Unfolding the Map
What's in a name? What's in my name? In this post, I'm going to be a little self-indulgent and reflect on the meaning of the name Michael. It seems that if names are any indication of what we are supposed to represent, both St. Michaels and I have a lot to live up to. To see where St. Michaels is located, the map will be your guide. At right is the state flower of Maryland, the Black-Eyed Susan. Photo by Lorax, found at Wikimedia Commons, and used under the GNU Free Documentation License.
"On the way was St. Michaels, 'the town that fooled the British' by inventing the blackout. During the War of 1812, word reached the citizens that a night bombardment was imminent. Residents doused all lights except candles in second-story windows and lanterns they hung in treetops. British gunners misread the lights, miscalculated trajectories, and overshot the town. The trick preserved numerous colonial buildings, including one home where a stray cannonball fell through the roof and bounced down the stairway past the startled lady of the house."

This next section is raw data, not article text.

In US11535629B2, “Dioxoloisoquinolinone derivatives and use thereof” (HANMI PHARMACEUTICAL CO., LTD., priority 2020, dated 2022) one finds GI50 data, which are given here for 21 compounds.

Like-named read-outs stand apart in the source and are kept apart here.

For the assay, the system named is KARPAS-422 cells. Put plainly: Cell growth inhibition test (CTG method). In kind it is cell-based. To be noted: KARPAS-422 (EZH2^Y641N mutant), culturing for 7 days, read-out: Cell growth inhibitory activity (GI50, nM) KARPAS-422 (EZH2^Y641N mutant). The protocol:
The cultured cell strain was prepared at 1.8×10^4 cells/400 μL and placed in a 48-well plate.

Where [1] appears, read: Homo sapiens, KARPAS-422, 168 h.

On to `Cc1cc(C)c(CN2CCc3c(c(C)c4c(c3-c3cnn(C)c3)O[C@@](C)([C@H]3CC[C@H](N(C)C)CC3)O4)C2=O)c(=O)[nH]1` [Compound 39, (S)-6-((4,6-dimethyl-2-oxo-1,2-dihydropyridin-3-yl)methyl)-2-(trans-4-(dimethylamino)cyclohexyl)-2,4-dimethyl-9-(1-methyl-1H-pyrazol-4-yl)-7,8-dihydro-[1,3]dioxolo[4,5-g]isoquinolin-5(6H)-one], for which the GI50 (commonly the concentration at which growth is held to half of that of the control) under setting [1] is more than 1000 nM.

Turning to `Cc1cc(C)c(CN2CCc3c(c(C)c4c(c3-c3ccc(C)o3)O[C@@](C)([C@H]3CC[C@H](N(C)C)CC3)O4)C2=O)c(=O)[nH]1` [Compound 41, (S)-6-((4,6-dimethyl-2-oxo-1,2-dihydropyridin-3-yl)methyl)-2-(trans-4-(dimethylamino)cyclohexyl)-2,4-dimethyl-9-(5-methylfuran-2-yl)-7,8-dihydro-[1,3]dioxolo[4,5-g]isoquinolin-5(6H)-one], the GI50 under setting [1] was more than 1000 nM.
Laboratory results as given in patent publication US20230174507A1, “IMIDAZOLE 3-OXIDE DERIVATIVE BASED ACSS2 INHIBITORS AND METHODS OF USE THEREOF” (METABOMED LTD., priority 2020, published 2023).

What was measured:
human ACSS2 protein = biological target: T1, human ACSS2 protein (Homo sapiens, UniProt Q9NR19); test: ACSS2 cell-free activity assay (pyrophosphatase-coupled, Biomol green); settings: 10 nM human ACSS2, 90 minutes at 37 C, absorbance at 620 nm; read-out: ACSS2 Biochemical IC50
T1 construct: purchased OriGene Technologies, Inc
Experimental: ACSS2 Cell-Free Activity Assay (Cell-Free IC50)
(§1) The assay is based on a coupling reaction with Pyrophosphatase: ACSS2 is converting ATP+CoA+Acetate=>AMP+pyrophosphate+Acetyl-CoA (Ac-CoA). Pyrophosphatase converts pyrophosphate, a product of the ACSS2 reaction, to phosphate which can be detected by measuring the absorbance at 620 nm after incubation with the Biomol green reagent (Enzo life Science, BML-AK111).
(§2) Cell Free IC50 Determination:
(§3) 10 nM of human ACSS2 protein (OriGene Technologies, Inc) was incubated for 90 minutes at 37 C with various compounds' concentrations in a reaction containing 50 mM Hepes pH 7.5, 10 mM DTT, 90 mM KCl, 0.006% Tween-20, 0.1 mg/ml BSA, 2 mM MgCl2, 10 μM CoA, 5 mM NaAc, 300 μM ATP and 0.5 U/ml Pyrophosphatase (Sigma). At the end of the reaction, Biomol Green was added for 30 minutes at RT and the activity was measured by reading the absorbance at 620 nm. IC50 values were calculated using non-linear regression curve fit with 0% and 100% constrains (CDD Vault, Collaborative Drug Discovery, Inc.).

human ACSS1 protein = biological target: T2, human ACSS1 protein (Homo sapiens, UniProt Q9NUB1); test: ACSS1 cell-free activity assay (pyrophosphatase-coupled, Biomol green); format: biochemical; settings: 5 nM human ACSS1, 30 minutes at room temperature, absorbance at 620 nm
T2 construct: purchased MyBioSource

Blue Highways: Part 9, Chapter 15
St. Michaels, Maryland
The blackout story is interesting, but I want to focus on the name of St. Michaels, Maryland. Part of the reason is personal. My name is Michael. But part of the reason is a curiosity of mine. Michael has been one of the most enduring popular names for boys. But for the life of me, I don't understand why.